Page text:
A pilot study of children with dyslexia and learning foreign languages using 3D letters
Hanae Ikeshita

DOI: https://doi.org/10.29140/9781914291050-8

In: Proceedings of the XXIst International CALL Research Conference (pp. 55–63)
Edited by Jozef Colpaert, Yijen Wang, Glenn Stockwell (2022)


Abstract

Children with developmental dyslexia find it challenging to learn a foreign language, as they often also have difficulties reading and writing their native language. In this study, we examined and assessed the intuitive recognition of the structures of Roman alphabetical letter expressions in children with developmental dyslexia to support their English learning. In the assessment, 18 participants who displayed difficulties in reading or writing English were examined in a comparative study of six types of 3D alphabetical letter expressions. The results suggest that the background color and the letter color combined in letter expressions affect the ease of recognizing the stroke orders of alphabets. Additionally, a questionnaire-survey was conducted among children with dyslexia to understand difficulties faced while learning native and foreign languages at school. Ten participants’ parents were asked about their children’s difficulties when learning native and foreign languages at school. Based on the relationship between Japanese and English acquisition, the survey showed that children with difficulties in reading and writing Japanese Kanji in elementary and junior high school also found it difficult to acquire English. Our results suggest that children who have difficulty acquiring Kanji, especially writing, also face difficulty learning English. Identifying children who experience difficulties in learning Kanji may allow them to receive English-learning support at an early age.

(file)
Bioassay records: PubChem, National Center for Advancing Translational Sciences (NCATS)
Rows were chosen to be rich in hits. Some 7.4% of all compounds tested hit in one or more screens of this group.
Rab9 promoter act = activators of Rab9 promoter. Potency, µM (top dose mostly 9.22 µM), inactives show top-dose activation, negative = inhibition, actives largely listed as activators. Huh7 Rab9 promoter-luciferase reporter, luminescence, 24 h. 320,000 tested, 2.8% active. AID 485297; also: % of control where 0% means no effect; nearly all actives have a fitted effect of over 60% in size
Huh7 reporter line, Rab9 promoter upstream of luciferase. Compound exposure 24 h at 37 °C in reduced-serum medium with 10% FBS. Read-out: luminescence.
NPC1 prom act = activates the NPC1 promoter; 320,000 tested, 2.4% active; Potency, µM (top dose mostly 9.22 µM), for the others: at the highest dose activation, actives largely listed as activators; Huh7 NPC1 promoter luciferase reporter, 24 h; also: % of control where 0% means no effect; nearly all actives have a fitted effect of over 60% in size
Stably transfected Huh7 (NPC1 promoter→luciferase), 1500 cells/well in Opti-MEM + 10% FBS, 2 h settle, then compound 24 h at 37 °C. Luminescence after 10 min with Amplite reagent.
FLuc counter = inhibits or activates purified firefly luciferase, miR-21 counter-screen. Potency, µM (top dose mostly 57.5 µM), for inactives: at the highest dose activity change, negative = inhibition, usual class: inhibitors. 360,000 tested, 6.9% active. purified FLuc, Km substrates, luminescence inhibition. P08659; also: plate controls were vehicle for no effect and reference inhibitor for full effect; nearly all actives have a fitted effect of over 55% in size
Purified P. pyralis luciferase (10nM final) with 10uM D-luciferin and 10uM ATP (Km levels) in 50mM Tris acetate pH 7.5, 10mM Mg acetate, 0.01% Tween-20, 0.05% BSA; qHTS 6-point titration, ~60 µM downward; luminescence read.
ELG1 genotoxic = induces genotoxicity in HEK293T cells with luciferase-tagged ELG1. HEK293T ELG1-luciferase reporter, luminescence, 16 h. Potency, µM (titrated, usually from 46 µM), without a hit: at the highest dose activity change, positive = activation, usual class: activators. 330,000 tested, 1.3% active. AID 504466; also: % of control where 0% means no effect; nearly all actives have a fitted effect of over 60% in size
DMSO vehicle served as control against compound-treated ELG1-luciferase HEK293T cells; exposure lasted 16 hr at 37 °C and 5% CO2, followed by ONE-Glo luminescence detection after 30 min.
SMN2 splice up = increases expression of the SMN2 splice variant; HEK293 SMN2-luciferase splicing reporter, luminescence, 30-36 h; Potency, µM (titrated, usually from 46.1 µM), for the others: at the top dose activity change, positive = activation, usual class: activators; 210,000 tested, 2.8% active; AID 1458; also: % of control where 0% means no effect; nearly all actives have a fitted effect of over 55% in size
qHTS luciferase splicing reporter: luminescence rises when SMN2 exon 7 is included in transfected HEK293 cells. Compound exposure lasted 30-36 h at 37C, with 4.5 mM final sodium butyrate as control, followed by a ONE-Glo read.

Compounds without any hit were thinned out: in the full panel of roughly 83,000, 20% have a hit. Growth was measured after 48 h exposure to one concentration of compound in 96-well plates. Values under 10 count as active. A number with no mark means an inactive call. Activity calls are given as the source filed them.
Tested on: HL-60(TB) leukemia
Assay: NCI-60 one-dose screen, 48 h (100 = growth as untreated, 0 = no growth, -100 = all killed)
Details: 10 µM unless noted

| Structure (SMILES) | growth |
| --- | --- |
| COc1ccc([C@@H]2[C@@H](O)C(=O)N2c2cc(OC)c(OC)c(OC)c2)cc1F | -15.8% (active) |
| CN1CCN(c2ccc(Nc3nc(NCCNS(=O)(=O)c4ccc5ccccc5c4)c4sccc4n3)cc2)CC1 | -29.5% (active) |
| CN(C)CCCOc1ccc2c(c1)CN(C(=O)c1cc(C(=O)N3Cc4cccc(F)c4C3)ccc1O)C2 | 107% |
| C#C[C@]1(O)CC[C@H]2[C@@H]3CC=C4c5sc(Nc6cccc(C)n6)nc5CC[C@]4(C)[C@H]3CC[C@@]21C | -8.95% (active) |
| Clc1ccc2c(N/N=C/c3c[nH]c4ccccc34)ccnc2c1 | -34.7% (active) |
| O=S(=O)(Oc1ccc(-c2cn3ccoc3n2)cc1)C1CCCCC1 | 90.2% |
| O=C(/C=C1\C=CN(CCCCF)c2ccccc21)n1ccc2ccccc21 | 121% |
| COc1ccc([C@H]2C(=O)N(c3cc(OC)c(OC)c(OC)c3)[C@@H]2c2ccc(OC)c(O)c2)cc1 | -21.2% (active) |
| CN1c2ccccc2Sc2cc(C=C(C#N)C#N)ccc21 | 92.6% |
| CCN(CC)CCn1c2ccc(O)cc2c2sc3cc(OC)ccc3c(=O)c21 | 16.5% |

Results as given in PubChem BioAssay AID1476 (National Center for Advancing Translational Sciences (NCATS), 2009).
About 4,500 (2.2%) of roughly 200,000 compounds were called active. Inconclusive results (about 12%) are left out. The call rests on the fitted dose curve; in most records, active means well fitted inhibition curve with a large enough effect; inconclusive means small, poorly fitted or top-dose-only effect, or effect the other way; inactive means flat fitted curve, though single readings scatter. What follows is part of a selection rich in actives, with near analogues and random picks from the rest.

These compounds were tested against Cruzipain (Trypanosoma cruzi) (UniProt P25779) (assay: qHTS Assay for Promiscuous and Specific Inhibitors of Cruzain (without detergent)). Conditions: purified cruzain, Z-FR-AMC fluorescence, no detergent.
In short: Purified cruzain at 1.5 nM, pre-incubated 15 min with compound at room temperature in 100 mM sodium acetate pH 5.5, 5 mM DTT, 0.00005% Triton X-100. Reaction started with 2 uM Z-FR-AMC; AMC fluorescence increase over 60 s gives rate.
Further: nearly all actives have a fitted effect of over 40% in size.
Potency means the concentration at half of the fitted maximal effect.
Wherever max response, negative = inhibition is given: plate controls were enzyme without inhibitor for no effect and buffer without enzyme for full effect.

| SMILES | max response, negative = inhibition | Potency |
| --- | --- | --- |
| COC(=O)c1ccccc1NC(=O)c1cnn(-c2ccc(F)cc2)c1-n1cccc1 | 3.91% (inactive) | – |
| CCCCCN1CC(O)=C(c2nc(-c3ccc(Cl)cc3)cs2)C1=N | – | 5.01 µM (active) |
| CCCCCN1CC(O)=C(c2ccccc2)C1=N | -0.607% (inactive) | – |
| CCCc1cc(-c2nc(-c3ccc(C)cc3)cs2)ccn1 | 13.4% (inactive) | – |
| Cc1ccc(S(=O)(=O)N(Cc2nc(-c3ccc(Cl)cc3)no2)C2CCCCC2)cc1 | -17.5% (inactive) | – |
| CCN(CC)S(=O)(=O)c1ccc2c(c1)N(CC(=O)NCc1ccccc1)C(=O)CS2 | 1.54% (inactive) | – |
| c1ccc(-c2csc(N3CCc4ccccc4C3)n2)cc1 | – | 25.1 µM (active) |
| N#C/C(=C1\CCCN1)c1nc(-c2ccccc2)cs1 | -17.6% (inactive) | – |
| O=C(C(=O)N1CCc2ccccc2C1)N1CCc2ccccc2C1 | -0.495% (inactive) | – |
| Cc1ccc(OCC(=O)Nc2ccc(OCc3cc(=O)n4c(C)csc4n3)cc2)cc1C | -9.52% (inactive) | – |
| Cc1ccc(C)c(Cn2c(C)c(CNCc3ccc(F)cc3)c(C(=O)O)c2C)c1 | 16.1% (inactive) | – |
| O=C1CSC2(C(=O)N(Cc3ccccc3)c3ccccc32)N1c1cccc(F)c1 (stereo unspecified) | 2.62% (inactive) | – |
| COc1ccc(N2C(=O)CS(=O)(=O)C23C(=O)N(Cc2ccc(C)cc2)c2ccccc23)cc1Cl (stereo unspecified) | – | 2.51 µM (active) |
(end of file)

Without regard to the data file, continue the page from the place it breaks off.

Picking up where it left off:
Suggested citation:

Ikeshita, H. (2022). A pilot study of children with dyslexia and learning foreign languages using 3D letters. In J. Colpaert, Y. Wang, & G. Stockwell (Eds.), Proceedings of the XXIst International CALL Research Conference (pp. 55–63). London: Castledown Publishers. https://doi.org/10.29140/9781914291050-8